It's a "Korean Thing"

Sept. 1, 2010
Some companies remain reluctant to openly share market information

Some companies remain reluctant to openly share market information

I recently returned from a trip to the Republic of Korea, where I participated in Laser Korea 2010, which was co-located with Nano Korea 2010. While there I had the opportunity to meet with the CEOs of several leading Korean manufacturers of industrial laser systems that are installed domestically and in global markets. I also met with laser system users including the retired head of a major auto maker, who had been responsible for the introduction of a laser roof-to-side ring brazing installation. Meetings and discussions with program leaders from various R&D laboratories and professors from universities doing nano manufacturing research were valuable.

For years ILS has had little success in defining the scope of the industrial laser activity in Korea as companies there have been reluctant to share market data and there is no official statistical reporting procedure. On this trip I was able to expand some established relationships to enable a review of the current and future industrial laser markets in this vibrant technologically oriented country.

First I should advise that many of those I met with openly acknowledge a "conspiracy" of silence among Korean companies who are averse to sharing non-public information with outsiders. At one dinner, my hosts, company CEOs, laughed at the cause of my perplexity, calling it a "Korean Thing." Also at that dinner the retired auto company executive freely shared information about several of that company's laser operations, expressing "surprise" that I was unaware of the company's use of laser welded tailored blanks. He listened patiently while I elaborated on the difficulties I had trying to arrange visits to his assembly plants. When I asked if he would have let me visit when he was in charge, he just smiled enigmatically.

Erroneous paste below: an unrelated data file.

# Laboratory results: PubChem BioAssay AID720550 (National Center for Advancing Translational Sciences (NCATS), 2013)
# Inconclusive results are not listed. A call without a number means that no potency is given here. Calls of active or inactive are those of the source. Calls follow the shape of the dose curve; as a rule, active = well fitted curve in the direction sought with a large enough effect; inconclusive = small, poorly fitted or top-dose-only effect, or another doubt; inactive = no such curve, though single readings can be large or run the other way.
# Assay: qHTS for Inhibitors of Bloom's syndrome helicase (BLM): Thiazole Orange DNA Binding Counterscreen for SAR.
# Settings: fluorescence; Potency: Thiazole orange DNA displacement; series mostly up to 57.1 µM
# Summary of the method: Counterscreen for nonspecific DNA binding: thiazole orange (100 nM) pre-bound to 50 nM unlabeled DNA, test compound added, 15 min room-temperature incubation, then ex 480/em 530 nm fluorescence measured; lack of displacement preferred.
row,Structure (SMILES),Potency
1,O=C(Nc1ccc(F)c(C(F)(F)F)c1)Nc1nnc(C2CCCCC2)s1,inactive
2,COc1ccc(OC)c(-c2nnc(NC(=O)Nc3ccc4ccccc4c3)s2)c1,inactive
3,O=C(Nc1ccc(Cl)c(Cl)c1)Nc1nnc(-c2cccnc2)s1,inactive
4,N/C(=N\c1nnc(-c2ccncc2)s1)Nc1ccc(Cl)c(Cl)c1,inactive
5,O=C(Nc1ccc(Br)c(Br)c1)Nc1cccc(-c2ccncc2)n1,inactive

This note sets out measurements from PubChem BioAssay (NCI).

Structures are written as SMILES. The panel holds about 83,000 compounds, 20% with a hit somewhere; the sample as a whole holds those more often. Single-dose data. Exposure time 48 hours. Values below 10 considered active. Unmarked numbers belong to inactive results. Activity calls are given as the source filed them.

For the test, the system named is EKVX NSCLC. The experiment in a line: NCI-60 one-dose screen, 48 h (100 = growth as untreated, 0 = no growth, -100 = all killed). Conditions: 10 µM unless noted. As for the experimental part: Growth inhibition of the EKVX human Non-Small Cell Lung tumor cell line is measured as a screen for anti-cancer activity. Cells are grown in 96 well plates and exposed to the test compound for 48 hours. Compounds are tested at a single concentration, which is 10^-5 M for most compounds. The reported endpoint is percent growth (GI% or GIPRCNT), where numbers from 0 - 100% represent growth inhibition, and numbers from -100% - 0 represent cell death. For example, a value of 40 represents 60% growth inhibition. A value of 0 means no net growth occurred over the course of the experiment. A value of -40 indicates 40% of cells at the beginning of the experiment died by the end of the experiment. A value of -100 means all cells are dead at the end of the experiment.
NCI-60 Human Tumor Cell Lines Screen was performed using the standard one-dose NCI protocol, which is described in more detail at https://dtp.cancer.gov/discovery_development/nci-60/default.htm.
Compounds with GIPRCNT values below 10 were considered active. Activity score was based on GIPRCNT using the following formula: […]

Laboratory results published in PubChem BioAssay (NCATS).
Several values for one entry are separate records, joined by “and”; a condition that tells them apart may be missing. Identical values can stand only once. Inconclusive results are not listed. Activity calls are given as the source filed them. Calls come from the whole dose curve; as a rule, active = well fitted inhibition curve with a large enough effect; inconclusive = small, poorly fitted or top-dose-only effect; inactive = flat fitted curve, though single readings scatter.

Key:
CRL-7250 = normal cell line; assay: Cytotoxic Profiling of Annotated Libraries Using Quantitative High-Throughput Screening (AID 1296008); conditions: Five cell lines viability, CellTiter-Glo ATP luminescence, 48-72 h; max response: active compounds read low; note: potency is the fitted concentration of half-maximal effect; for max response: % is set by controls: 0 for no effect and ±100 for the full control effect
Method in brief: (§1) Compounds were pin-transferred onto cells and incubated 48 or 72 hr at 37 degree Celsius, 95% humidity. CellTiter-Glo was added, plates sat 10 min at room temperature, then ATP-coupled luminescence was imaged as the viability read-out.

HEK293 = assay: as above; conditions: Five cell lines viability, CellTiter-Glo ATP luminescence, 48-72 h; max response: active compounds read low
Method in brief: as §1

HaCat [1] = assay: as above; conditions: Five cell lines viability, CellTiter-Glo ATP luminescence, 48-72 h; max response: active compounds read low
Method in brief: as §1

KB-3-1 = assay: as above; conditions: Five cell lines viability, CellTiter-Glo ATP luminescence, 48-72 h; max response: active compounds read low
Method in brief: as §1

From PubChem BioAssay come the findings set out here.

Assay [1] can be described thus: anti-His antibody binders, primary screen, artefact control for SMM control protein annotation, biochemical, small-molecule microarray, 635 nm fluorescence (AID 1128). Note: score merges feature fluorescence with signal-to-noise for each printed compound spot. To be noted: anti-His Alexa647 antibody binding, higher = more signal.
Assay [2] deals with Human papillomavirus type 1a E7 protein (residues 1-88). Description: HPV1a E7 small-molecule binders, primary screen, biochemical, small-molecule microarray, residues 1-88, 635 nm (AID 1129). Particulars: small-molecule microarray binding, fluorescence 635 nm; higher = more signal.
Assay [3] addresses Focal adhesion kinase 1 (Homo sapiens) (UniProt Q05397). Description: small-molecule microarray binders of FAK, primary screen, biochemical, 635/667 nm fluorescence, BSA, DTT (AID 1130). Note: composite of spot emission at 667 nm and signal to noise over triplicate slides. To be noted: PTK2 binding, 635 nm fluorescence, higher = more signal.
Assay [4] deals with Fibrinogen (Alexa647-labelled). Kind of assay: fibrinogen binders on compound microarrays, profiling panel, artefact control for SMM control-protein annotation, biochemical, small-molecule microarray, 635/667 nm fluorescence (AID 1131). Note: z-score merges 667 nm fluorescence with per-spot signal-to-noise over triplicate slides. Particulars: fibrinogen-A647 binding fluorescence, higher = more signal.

When I visited the CEO of the largest laser systems supplier, he shared his view of the Korean markets, concluding by drawing his finger and thumb across his mouth, making a zipping sound. His point: companies do not share the information he had just told me. I was not given a copy of his presentation and the whiteboard he used was immediately erased. Several times, as we toured the company's eight buildings, he used the zipper motion after describing the function of specific units being assembled.

What I did learn from the many discussions is that Korea very likely surpasses China as a supplier and user of sophisticated industrial laser systems, primarily for laser processing of displays such as OLEDs and LCDs, semiconductors, solar cells, mobile phone manufacture, PCB and RIFD devices, and other custom micromachining applications. Other laser companies supply macro processing systems for the global fabricated metal, electronics and automotive industries.

A rough calculation suggests that Korean laser system companies are producing revenues in the $600-$700 million range, all from a country the size of Indiana with less than 50 million people. Companies remain reluctant to openly share market information. Public unawareness of the magnitude of the Korean activity seems to agitate several CEOs, even while they acknowledge the "Korean Thing" is part of the reason. Data from the publically traded companies does not tell the complete story; for example, one relatively young company with current revenues approaching $200 million expects to reach $500 million two years after they conduct an IPO next year.

As we shared a bibimbap mixed rice lunch, one CEO asked what message I would bring back from my trip. On a damp napkin I drew a pie chart showing Korea as a significant wedge in the ILS revenue numbers for the Asian market and said that I would be tweaking my final numbers accordingly. Then those at the table convulsed with laughter as I zipped my mouth shut.

David A. Belforte
[email protected]

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